Somewhat vexingly, these nectarine and blackberry pie bars call for 200 g of blackberries, which is just a little more than one container of blackberries from the market (170 g). The upside is, as you wash and pat dry your blackberries, you get to taste-test them along the way. I also added a few more berries to the bars – no one ever complained about getting more blackberries than promised. The rest of the filling is easy to prepare, especially if you have ripe nectarines. Keep in mind that the riper your stone fruit, the easier it is to remove the pit, and let whatever juices fall out of the fruit fall directly into your mixing bowl. Be sure you taste your fruit to judge its sweetness, and adjust how much sugar you add accordingly.
The recipes states that these should bake for 30-40 minutes, until the top is golden brown and the fruit begins to release its juices. Both times I’ve made these, I baked them for about 55 minutes, the top did turn golden brown, but the fruit never released its juices to the extent that I expected to see (I saw no juices bubbling, which is what I was expecting based on the description). It seems like 55 minutes was a reasonable amount of time – the bars weren’t anywhere close to burnt, the crisp topping was crisp but still tender, and the fruit was soft and juicy – so I would recommend the longer baking time.
These nectarine and blackberry pie bars are surprisingly sturdy. They aren’t soggy or floppy. They’ll hold up well in your hand or the hands of your friends/loved ones/co-workers. The recipe makes about 20-30 bars, depending on how generously you cut them. They transport easily to picnics, backyard parties, open houses, beach days, or simply the next room. They aren’t too sweet, they aren’t too heavy, they’d taste outstanding served with vanilla ice cream but they’re also delicious on their own – in short, they’re perfect little bites of summery dessert.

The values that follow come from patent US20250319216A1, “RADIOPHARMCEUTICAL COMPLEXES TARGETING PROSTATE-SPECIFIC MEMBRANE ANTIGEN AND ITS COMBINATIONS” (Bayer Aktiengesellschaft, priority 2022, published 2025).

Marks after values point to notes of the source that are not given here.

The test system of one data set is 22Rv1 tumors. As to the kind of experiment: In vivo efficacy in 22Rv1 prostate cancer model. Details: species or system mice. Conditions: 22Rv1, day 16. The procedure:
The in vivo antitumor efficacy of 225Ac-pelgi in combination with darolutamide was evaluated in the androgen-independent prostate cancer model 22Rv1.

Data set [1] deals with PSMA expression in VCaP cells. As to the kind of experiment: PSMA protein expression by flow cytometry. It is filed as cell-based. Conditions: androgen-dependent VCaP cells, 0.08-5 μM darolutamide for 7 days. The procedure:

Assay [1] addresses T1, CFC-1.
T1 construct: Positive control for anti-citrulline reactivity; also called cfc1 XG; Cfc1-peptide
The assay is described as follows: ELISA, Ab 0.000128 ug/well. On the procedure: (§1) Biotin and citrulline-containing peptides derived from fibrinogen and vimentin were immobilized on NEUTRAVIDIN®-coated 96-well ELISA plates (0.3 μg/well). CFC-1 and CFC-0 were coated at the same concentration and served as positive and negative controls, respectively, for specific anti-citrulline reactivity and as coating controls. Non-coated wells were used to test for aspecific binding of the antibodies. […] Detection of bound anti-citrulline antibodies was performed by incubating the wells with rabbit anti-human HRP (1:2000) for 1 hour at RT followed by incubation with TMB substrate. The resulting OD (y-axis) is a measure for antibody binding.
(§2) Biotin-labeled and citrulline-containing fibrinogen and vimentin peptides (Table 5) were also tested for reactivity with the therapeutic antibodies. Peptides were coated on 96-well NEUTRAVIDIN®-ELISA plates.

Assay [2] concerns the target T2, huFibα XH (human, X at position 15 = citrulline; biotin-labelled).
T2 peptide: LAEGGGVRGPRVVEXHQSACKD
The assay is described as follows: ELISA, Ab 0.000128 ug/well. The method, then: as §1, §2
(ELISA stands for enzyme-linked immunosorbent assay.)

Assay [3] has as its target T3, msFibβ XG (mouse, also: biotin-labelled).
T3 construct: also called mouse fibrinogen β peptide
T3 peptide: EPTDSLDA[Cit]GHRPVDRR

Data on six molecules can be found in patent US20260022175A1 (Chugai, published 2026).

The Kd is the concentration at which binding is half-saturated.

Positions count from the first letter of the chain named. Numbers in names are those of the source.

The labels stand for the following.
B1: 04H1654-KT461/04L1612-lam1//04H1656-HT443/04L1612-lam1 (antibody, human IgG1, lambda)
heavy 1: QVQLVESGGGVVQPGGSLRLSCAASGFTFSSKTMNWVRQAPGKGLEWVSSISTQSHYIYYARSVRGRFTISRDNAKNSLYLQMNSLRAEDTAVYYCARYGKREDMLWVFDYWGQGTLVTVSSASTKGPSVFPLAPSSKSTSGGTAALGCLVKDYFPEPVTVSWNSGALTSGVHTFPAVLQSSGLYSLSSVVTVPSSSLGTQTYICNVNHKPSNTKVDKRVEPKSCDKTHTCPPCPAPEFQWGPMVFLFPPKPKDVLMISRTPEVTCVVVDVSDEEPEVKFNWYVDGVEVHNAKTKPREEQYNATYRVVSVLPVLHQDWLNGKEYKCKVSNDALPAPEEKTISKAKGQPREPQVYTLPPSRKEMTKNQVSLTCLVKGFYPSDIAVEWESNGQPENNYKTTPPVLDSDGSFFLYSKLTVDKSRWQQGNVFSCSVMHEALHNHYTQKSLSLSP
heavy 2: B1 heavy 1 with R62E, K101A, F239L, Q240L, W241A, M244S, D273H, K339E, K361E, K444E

One important note – I confess that I made a vegan Santa Rosa plum-blueberry version several weeks ago using a vegan shortening for a friend who can’t eat lactose. They turned out alright, but the nutty brown butter smell and taste in the crust is really the perfect pairing with the fruit. The taste was okay, but nowhere close to the real thing. Without the brown butter, the crust was also not nearly as sturdy – I should have cut down even more than I did on the amount of shortening I added to the crust to adjust for the liquid lost during butter browning. I also felt that the taste of the vegan butter shone overpowered the rest of the components in the cobbler crust and the fruit itself. In short, if at all possible, use real butter and brown it.
- ¾ cup (170 g) unsalted butter